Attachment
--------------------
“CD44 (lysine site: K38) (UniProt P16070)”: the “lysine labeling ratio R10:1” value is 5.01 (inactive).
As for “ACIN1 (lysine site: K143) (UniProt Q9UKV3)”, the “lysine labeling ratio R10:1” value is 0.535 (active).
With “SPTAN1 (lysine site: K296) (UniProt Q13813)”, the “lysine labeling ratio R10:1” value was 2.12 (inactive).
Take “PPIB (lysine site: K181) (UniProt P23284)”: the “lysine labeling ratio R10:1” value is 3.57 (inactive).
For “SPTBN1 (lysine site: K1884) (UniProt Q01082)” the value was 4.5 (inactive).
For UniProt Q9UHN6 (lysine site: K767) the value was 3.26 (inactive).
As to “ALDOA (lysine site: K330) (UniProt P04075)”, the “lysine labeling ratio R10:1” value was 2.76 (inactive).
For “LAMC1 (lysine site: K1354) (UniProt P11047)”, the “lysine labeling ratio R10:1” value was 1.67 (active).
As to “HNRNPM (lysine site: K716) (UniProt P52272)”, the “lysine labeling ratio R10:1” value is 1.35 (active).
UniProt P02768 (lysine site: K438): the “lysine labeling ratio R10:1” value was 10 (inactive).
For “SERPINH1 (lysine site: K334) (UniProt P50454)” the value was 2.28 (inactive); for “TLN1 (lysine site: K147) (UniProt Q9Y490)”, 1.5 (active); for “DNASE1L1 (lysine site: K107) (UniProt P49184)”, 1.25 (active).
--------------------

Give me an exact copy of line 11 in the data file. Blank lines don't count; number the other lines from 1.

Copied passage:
For “SERPINH1 (lysine site: K334) (UniProt P50454)” the value was 2.28 (inactive); for “TLN1 (lysine site: K147) (UniProt Q9Y490)”, 1.5 (active); for “DNASE1L1 (lysine site: K107) (UniProt P49184)”, 1.25 (active).